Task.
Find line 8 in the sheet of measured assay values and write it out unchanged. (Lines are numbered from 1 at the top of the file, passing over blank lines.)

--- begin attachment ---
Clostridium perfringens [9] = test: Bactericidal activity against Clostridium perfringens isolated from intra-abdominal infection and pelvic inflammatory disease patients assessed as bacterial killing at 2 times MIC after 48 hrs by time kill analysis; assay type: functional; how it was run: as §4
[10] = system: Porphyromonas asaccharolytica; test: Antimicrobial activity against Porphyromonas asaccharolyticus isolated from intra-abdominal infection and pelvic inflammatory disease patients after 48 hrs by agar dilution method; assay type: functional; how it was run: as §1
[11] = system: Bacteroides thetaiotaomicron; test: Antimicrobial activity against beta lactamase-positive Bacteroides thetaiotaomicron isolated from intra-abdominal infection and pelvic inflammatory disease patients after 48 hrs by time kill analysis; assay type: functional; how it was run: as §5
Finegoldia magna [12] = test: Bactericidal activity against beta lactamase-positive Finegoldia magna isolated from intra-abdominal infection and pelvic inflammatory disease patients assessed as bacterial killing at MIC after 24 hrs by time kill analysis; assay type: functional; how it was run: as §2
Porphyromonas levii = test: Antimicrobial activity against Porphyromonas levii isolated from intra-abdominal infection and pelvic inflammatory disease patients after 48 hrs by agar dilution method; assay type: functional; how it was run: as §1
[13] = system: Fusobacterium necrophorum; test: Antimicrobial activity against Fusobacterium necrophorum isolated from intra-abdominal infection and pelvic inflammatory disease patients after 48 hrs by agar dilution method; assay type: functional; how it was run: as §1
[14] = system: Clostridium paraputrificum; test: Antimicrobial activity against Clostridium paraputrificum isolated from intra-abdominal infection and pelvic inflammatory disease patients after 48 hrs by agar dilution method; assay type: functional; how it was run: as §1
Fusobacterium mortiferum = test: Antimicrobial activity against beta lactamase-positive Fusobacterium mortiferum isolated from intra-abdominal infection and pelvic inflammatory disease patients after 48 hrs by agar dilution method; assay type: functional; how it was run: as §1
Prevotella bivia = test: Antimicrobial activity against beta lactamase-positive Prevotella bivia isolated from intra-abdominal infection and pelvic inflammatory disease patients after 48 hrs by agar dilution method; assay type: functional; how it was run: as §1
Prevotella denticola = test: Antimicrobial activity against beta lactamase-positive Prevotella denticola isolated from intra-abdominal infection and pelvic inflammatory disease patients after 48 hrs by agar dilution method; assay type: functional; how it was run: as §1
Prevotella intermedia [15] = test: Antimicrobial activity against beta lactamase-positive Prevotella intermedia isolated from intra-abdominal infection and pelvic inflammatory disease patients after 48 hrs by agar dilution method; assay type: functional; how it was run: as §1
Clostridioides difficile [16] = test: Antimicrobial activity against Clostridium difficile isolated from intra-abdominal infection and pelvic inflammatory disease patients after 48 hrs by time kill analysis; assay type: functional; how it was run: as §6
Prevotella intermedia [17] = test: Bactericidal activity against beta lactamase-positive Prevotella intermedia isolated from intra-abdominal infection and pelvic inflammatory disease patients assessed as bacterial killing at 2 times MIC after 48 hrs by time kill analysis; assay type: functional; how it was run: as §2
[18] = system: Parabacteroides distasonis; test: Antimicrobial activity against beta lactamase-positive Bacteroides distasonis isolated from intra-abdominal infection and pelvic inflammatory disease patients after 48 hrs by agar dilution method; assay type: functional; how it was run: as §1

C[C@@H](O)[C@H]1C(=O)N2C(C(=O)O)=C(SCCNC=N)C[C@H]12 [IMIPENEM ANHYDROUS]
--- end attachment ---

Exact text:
Fusobacterium mortiferum = test: Antimicrobial activity against beta lactamase-positive Fusobacterium mortiferum isolated from intra-abdominal infection and pelvic inflammatory disease patients after 48 hrs by agar dilution method; assay type: functional; how it was run: as §1